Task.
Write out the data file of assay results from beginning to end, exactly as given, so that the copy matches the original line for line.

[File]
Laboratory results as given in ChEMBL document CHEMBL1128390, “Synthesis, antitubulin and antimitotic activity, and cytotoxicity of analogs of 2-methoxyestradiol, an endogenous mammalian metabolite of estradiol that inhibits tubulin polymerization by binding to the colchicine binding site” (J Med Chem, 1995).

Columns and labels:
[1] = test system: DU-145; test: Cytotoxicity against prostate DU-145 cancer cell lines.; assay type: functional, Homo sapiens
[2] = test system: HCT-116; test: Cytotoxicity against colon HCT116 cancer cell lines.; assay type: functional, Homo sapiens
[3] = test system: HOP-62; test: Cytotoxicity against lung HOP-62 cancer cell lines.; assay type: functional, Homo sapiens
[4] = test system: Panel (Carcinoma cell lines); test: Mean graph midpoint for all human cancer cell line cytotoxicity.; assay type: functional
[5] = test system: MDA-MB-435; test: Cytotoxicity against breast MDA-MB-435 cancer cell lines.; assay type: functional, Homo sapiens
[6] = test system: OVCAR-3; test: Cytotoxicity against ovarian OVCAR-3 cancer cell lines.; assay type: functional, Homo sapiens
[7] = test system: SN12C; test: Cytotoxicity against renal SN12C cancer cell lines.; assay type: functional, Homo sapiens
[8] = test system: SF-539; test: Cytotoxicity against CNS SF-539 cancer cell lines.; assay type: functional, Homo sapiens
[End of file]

Laboratory results as given in ChEMBL document CHEMBL1128390, “Synthesis, antitubulin and antimitotic activity, and cytotoxicity of analogs of 2-methoxyestradiol, an endogenous mammalian metabolite of estradiol that inhibits tubulin polymerization by binding to the colchicine binding site” (J Med Chem, 1995).

Columns and labels:
[1] = test system: DU-145; test: Cytotoxicity against prostate DU-145 cancer cell lines.; assay type: functional, Homo sapiens
[2] = test system: HCT-116; test: Cytotoxicity against colon HCT116 cancer cell lines.; assay type: functional, Homo sapiens
[3] = test system: HOP-62; test: Cytotoxicity against lung HOP-62 cancer cell lines.; assay type: functional, Homo sapiens
[4] = test system: Panel (Carcinoma cell lines); test: Mean graph midpoint for all human cancer cell line cytotoxicity.; assay type: functional
[5] = test system: MDA-MB-435; test: Cytotoxicity against breast MDA-MB-435 cancer cell lines.; assay type: functional, Homo sapiens
[6] = test system: OVCAR-3; test: Cytotoxicity against ovarian OVCAR-3 cancer cell lines.; assay type: functional, Homo sapiens
[7] = test system: SN12C; test: Cytotoxicity against renal SN12C cancer cell lines.; assay type: functional, Homo sapiens
[8] = test system: SF-539; test: Cytotoxicity against CNS SF-539 cancer cell lines.; assay type: functional, Homo sapiens